Former media baron Conrad Black’s use of the Hollinger newspaper empire’s corporate jet for a trip to Bora Bora and other travel cost $7 million a year, a government witness testified Wednesday.
Black regularly billed the company when he took the jet to visit his estate in West Palm Beach, Fla., said Fred Creasey, the former comptroller of the newspaper conglomerate.
Creasey said Black’s co-defendant John Boultbee, Hollinger’s former chief financial officer, approved billing the company for trips by Black and No. 2 man F. David Radler to Palm Springs, Calif.
“He said it was reasonable to let Mr. Black and Mr. Radler use the aircraft — they were working all the time — it was a reasonable business expense,” Creasey testified.
Black, 62, is charged along with Boultbee and two other former Hollinger executives with siphoning millions of dollars out of the company by selling off hundreds of community newspapers across the United States and Canada and pocketing payments from the purchasers.
The payments were for promises not to compete with the new owners in markets where the newspapers circulated. But federal prosecutors say the money should have gone to Hollinger shareholders and not the executives.
Black also is charged with illegally billing the shareholders for a Park Avenue apartment, a lavish birthday party for his wife at New York’s restaurant La Grenouille and the junket to Bora Bora followed by a stopover in Seattle for a performance of Richard Wagner’s Ring Cycle.
Creasey said Black’s use of the plane cost the company in the neighborhood of $7 million annually in his years as comptroller. He said that in 2001, the total price tag for flights was $7,067,034.
While the flights to Florida were readily written off as a business expense, the Bora Bora trip by Black and his wife, conservative columnist Barbara Amiel Black, made him uncomfortable, Creasey said.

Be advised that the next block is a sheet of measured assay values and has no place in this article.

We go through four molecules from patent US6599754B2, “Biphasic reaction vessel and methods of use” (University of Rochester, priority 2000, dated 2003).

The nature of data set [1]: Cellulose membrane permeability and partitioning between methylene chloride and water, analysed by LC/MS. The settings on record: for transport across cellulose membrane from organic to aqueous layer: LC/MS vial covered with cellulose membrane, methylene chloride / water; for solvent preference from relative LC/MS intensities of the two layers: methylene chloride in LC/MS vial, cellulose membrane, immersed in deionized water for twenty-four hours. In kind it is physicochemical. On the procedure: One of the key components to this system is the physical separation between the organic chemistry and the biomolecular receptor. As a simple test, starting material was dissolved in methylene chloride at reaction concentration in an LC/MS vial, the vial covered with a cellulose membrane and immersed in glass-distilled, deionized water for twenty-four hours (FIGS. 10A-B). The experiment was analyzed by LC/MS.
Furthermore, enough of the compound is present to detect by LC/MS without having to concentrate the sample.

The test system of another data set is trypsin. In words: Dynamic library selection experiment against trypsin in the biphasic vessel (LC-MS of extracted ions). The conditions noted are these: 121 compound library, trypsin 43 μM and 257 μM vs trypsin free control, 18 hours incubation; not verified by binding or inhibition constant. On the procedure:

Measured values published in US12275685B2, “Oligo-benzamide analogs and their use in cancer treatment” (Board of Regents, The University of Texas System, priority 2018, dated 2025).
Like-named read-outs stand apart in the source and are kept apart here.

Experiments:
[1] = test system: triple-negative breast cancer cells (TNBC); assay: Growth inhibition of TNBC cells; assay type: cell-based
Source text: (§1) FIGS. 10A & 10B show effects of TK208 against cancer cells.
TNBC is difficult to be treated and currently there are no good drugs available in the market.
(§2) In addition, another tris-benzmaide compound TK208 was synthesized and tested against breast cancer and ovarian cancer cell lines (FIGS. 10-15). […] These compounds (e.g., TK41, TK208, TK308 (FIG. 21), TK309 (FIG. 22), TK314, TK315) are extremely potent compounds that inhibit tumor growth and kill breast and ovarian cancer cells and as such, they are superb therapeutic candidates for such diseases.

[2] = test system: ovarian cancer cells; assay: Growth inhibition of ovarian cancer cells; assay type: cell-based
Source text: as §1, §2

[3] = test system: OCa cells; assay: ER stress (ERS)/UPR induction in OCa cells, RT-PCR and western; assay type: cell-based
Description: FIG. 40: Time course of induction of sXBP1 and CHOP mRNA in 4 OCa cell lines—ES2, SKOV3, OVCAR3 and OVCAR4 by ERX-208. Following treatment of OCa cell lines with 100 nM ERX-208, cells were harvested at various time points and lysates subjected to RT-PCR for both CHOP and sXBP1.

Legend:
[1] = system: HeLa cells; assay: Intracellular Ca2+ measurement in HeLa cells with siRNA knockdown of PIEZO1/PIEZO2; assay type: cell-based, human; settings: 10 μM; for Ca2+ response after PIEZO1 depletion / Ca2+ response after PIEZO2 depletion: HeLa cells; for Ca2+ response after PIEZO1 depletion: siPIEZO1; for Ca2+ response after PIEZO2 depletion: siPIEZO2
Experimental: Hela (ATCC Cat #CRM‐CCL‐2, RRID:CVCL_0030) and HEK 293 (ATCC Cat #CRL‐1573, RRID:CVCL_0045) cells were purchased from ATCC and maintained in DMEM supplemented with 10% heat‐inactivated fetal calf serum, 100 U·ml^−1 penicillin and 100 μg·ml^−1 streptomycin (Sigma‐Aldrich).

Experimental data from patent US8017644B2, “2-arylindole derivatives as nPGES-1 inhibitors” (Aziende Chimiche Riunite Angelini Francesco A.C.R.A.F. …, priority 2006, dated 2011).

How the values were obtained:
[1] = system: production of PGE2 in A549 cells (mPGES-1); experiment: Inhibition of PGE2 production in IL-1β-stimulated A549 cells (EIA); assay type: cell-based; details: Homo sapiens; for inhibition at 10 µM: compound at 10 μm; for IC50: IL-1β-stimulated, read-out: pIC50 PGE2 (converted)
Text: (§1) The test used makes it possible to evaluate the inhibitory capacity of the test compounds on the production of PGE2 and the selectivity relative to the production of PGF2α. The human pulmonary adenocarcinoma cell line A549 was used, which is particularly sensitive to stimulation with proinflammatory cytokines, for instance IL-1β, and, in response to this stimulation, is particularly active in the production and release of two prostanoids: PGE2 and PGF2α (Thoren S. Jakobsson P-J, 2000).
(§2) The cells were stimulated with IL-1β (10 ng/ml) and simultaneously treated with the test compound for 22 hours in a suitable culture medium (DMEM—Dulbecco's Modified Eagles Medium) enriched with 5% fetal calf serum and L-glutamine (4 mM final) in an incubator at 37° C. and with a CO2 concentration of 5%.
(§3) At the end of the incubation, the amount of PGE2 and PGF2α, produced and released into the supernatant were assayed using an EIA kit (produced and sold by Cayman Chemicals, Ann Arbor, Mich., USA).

“It did not fit into my allocation methodology,” Creasey said.
“I looked for guidance to Mr. Boultbee as to how these costs should be allocated” and ended up writing a memo asking Black’s advice, Creasey said.
Black returned his memo with a handwritten offer to pay half the $565,326 cost of the trip and suggesting the company pay the remainder.
Hollinger International ended up picking up half the cost and the rest was billed to Ravelston Corp., a closely held, Toronto-based company that Black used to control Hollinger and obtain management fees from it.
Creasey testified Wednesday that the payments Black and other executives received through four deals that closed in 2000, including a $3.2 billion sale to CanWest Global Communications, initially were not disclosed to the Securities and Exchange Commission.
Earlier, jurors got a taste of vintage Conrad Black rhetoric when Creasey told how the chairman of Hollinger Inc.’s audit committee, Maureen Sabia, warned that more such payments might not be approved unless he reported them more promptly.
“Ignore anything she and her superfluous committee say,” Creasey quoted Black as saying in a memo replying to the warning. He quoted Black as saying she “is about to be superseded by events.”